shopping centres and events, which all have diverse crowd profiles.
• For transport hubs and in particular train stations; how do we manage restricted access to the tracks, which firstly have the potential to be live operational tracks with 100s of tonnes of metal moving albeit at slow speed but with the significant potential to
maim and kill? Secondly these areas house 750-volt DC third rails, which if stepped on can cause catastrophic results.
• In areas where barriers are used to manage queues, how can these be improved or quickly removed to reduce the risk of slips, trips and falls during quick egress? Some barriers are used because they are flexible and easy to move, however, in a crisis – where the timeframe shrinks and there is very little time to remove obstacles – they can add to the problem rather than solving it.
• Another issue identified during the incident was that of luggage repatriation and how this process can be managed during a crisis. Of course, there are the obvious risks associated with the planting of secondary devices, which can put both the staff and public at risk during such post incident activities. There are kits available that are able to identify trace elements of explosives, but these are only useful if a terrorist has been careless enough to leave trace elements of explosives on the exterior of the package and there are also the remarkable sniffer dogs.
Identified overleaf is just a small number of the risks that must be considered when planning for an incident where large numbers of left items may be in the vicinity and ensuring that the luggage repatriation process is well thought through.
In our multi-layered society, there is also the issue of theft and persons making false luggage claims. How is this managed? How do staff ensure that the item is repatriated to the rightful owner? These elements all need to be carefully managed. This process could be carried out by painstakingly running through CCTV footage, the use of baggage tags or other time-consuming methods, but what is the most expedient solution to the problem?
In conclusion, the objective is to return the crowded space to a business as usual state, which is critical to reduce economic losses, however, the safety of both internal and external customers is paramount. There is, of course, a tight balance between safety and profit in such a situation, which needs to be considered. Making the wrong decision could be catastrophic for either safety or the business in question. What measures do we need to take to ensure that the areas in crisis are safe, the luggage is repatriated and the passengers are able to continue on their journeys as quickly as possible?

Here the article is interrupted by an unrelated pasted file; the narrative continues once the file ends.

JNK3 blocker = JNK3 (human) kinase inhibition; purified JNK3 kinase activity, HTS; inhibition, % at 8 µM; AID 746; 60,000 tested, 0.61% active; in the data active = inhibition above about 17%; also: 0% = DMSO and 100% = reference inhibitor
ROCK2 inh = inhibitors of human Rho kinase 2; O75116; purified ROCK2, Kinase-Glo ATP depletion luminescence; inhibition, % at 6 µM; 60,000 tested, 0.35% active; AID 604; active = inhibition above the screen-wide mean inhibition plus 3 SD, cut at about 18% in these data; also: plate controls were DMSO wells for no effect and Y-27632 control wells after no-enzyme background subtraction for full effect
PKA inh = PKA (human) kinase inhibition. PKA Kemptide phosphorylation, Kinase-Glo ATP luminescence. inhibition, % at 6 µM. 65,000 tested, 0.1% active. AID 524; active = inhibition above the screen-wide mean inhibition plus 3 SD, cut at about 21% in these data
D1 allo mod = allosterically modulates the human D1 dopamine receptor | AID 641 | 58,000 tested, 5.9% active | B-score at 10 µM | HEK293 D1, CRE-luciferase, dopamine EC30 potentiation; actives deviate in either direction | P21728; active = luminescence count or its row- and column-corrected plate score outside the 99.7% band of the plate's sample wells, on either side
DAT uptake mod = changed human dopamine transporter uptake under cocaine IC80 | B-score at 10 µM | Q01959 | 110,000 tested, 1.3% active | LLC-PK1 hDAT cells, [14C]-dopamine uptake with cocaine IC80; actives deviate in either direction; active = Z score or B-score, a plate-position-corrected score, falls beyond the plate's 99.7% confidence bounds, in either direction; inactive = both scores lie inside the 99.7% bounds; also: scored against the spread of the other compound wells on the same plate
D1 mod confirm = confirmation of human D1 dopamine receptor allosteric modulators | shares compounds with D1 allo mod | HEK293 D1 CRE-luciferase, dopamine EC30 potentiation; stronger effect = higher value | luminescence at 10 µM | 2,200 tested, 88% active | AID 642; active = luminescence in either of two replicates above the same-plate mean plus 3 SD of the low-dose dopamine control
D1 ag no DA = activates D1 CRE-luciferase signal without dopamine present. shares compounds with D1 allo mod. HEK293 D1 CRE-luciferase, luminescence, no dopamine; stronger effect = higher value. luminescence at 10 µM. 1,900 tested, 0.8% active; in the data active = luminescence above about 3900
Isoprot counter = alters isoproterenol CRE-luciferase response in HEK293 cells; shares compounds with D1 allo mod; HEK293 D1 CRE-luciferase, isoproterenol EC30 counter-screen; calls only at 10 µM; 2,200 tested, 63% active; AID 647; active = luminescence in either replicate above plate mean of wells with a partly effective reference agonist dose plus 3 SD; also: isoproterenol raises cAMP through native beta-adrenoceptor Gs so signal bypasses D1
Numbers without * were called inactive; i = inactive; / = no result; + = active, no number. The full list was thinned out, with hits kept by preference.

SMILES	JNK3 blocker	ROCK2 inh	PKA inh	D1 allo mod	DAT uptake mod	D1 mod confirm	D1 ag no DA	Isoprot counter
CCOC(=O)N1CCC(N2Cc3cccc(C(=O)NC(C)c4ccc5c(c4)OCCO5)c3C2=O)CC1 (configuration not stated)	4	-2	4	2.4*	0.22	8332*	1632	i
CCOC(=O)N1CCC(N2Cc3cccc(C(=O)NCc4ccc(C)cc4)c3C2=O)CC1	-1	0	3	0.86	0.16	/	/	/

Firstly, profit must become a secondary concern, the creation of a business continuity strategy taking all eventualities into account is essential and this must include both hostile reconnaissance countermeasures and physical and psychological strategies to ensure that a holistic process is utilised to provide a safe, secure and resilient environment. However, to do this a comprehensive planning and risk framework must be created by both rail and non-rail specialists to ensure that both the known and unknown possibilities have been researched. This would result in a plan fit for all eventualities. Our memories are short and hindsight is a great attribute, however, until we have tested our plans for all eventualities we will never be ready for those unknown aspects, which continually thwart even the best prepared plans and teams.
Professor Chris Kemp is CEO of Mind over Matter Consultancy and is a consultant in the event, transport, arena, policing and security sectors. Chris was responsible for three recent reports on railway stations at London Bridge, London Victoria and Birmingham New Street.
Craig Stenning is Deputy Station Manager at Birmingham New Street Station with over 20 years’ experience in retail, security and railway environments; Craig is a Health and Safety Professional and is NEBOSH and NEBOSH Fire qualified; he also holds a Foundation Degree in Crowd Safety from the Buckinghamshire New University; Chris and Craig worked together on the re-opening plan for Birmingham New Street Station and the Grand Central Shopping Centre.